Shaping better health
REMEDY : BNSSG referral pathways & Joint Formulary

Haematology - 2WW

Checked: 06-01-2022 by vicky.ryan Next Review: 05-01-2023

Service Overview

This service is provided by UHBW at Bristol Haematology and Oncology Centre and at Weston General Hospital and by NBT at Southmead Hospital.

At time of referral please issue the relevant BNSSG 2WW Patient Information Leaflet - COVID-19 edition, which is available in English and 14 additional languages.  There is also an Easy Read version of the leaflet.

Referral

Patients should be referred to this service only if they meet the Haematological Cancer 2WW wait criteria as per the NICE CKS Guidance (1)

Patients should be referred using the Haematological Cancer 2WW proforma (word doc).

There are also Local Haematology Guidelines written by UHBW consultants  available in the Haematology section of Remedy and the Haematology Advice and Guidance service run by UHBW and NBT which is available via e-referral.

For Children with suspected Haematological Cancers please refer to the Child and Young People section.

MDT

If advised to refer into an MDT, then please submit a 2WW referral to the relevant secondary care team who will ensure that all the required information is available to enable an effective MDT discussion. 

(1)NICE CKS guidelines: Haematological cancers - recognition and referral

Clinical Guidance

Please also see the following guidelines:

 

Acute Leukaemia

 Acute leukaemia may present with the following:

  • breathlessness 
  • unexpected bruising/petechiae/bleeding
  • recurrent infections 
  • pain in joints or extremities – may be the only presenting symptom in children 
  • fatigue
  • headaches 
  • visual disturbances
  • persistent bone pain
  • bone fractures 

 Initial investigations:

  • full blood count (FBC):
    • in acute leukaemia this will typically show a raised white cell count with low haemoglobin and platelets
  • blood film:
    • usually shows the presence of excess blasts
    • however, in some cases clearly identifiable blasts may not be present, or the white blood cell (WBC) count may even be lower than normal – the only abnormal sign in these cases may be a few atypical cells in the blood film or the presence of leukoerythroblastic features 

If a blood film suggests an acute leukaemia please arrange an immediate admission with a haematologist.

Please note that Chronic Lymphocytic Leukaeamia (CLL) is not an indication for a 2 week wait referral. See the Lymphocytosis section of the Haematology guidelines in primary care for further information.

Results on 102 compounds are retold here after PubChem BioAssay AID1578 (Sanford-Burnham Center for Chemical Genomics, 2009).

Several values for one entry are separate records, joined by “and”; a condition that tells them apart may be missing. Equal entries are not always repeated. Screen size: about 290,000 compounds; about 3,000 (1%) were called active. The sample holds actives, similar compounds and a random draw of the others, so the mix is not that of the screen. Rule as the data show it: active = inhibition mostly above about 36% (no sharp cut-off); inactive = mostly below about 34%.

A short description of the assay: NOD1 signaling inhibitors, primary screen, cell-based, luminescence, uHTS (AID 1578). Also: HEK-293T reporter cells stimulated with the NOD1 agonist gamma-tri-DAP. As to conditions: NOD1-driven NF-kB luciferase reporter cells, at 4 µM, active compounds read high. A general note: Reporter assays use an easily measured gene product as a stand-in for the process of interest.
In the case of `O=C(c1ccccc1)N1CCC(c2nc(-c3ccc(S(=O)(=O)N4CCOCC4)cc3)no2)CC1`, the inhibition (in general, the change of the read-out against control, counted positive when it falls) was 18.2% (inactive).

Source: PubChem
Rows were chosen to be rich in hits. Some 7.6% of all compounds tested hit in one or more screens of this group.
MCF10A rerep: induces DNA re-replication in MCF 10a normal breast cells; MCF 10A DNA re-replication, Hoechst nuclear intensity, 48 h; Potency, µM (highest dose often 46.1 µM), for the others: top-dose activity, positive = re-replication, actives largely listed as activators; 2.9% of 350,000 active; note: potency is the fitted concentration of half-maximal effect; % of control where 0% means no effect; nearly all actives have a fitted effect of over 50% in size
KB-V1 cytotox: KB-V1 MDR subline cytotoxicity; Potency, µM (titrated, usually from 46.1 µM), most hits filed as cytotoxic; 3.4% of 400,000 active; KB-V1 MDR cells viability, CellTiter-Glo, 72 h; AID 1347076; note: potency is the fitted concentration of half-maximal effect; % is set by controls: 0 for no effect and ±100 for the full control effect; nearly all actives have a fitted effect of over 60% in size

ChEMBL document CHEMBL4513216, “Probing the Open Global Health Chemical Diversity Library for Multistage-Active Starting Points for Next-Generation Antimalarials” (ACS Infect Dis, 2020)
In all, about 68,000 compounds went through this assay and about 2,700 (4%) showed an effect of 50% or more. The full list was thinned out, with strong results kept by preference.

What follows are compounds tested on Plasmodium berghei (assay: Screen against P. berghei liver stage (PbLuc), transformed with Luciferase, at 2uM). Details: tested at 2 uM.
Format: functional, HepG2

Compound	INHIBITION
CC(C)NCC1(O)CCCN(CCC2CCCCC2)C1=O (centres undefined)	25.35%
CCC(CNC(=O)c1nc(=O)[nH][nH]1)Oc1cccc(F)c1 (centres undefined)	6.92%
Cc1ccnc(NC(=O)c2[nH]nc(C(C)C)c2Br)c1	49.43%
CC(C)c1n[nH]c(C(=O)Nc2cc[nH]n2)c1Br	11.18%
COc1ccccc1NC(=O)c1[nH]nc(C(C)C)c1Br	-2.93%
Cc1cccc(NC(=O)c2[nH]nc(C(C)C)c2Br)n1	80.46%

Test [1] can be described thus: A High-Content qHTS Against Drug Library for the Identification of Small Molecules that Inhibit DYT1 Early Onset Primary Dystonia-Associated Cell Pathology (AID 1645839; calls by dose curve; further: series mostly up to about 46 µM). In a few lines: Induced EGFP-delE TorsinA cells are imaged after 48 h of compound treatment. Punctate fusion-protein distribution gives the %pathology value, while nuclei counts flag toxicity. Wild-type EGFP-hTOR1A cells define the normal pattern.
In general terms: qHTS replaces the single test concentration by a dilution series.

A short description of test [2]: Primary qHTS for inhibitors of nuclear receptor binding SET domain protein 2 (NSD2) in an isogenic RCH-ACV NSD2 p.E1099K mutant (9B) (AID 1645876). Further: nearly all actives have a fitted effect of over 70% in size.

Lymphoma

Investigation of patients with unexplained lymphadenopathy should include:

  • FBC
  • U+Es
  • LFTs
  • LDH (Lactate Dehydrogenase)

Hodgkin's & Non-Hodgkin's lymphoma - 2WW referrals. Refer if:

  • Unexplained lymphadenopathy - is defined as >1cm and persisting for six weeks (Please note that patients with isolated neck lumps should be referrred to the head and neck service)
  • Unexplained palpable splenomegaly
  • Unexplained radiological splenomegaly plus symptoms or signs

When considering referral, take into account any associated symptoms, particularly unexplained high fever, drenching night sweats (with or without weight loss), shortness of breath, pruritus or alcohol-induced lymph node pain.

Please also see the Lymphadenopathy section of the Haematology guidelines in primary care page for further information.

Myeloma

Symptoms which should trigger consideration of myeloma include:

  • bone disease (common):
    • bone pain especially non-lumbar back pain (e.g. thoracic)
    • pathological fracture or low impact fracture
    • spinal cord compression
  • recurrent or persistent bacterial infection (common)

A myeloma screen includes:

  • Full blood count
  • renal function
  • calcium
  • serum protein electrophoresis & urinary BJP (these must be requested together for screening)

Myeloma is unlikely with a IgG <15g/l or IgA<10g/l in the absence of other symptoms (e.g. renal failure, hypercalcaemia, back pain, bone marrow failure), in which case consider a routine referral

Spinal cord compression or acute kidney injury suspected of being caused by myeloma should be discussed more urgently with on call haematologist

A polyclonal (diffuse) increase in gammaglobulin is not associated with haematological malignancy.

Refer via 2WW if: 

  • results of serum protein electrophoresis AND urinary BJP suggest myeloma
  • radiology reported as suggestive of myeloma and myeloma screen confirms myeloma

When considering referral, take into account other features including: Hypercalcaemia, abnormal full blood count, acute kidney injury.

Please also see the Paraproteins section of the Haematology guidelines in primary care page for further information.